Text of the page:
Supreme Court ruling on beaches opens door to taking claims

The U.S. Supreme Court on Thursday ruled in Florida’s favor in a challenge to the state law that establishes restored beaches as public property.

But while ruling in favor of the state, a four-member minority of justices also may have created an avenue for future claims by property owners against courts in environmental cases, according to Florida legal experts.

Florida law requires at least $30 million in documentary stamp tax revenue to be spent each year on sand replacement projects, though the Legislature appropriated only $15.5 million in its cash-strapped 2010-11 state budget.

The Florida Department of Environmental Protection says beach restoration projects protect private property and help attract 27 million visitors annually to the state’s beaches. The Florida Shore and Beach Preservation Association also welcomed the ruling.

But a group of property owners in Destin sued and lost in a state court challenge to Florida’s Beach and Shore Preservation Act of 1961. They’re unhappy that their property line no longer extends to the water’s edge once new sand has been placed on the beach. They said the state law violated the U.S. Constitution prohibition against government taking private property. But the court ruled by an 8-0 margin that the state law was legal. Justice John Paul Stevens, who owns beachfront property in Florida, did not participate.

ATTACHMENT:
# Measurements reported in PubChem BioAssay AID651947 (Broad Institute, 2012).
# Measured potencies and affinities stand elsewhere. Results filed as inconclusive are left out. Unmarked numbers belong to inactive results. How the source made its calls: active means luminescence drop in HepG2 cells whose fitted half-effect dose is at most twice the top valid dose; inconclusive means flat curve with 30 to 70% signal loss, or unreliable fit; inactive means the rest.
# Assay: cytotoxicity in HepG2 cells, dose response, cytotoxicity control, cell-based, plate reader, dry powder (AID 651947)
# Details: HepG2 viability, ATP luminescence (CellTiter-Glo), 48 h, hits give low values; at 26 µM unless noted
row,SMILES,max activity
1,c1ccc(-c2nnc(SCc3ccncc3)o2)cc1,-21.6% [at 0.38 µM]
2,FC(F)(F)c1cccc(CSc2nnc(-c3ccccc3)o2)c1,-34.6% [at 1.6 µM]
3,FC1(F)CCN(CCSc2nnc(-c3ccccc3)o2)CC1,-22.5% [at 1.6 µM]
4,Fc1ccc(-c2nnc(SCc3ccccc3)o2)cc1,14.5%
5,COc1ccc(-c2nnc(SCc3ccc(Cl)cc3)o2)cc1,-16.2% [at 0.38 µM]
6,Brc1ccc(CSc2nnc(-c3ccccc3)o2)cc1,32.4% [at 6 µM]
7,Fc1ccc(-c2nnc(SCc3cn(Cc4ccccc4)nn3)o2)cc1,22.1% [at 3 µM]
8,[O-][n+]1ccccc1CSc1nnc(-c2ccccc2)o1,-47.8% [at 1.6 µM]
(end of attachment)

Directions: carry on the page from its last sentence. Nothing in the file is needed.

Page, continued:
DEP Secretary Michael Sole said the ruling “achieves a reasonable balance between public and private interests in the shore.” A four-member minority opinion states that even if a court rules that a law or regulation is legal, a property owner may be due compensation for a judicial taking, said Michael Allan Wolf, a University of Florida professor who specializes in land use and environmental law. Donna Christie, a Florida State University law professor agreed, saying that Justice Antonin Scalia sought to establish a new definition of such a land-use taking with very little explanation as to how it would be applied. “It is very frightening,” she said.

Attorneys for Stop Beach Renourishment Inc., the group of property owners who challenged the state law, said the ruling was disappointing but said the minority opinion was encouraging.

(Story provided by The Florida Tribune. Story copyrighted by Bruce Ritchie and Do not copy or redistribute without permission, which can be obtained by contacting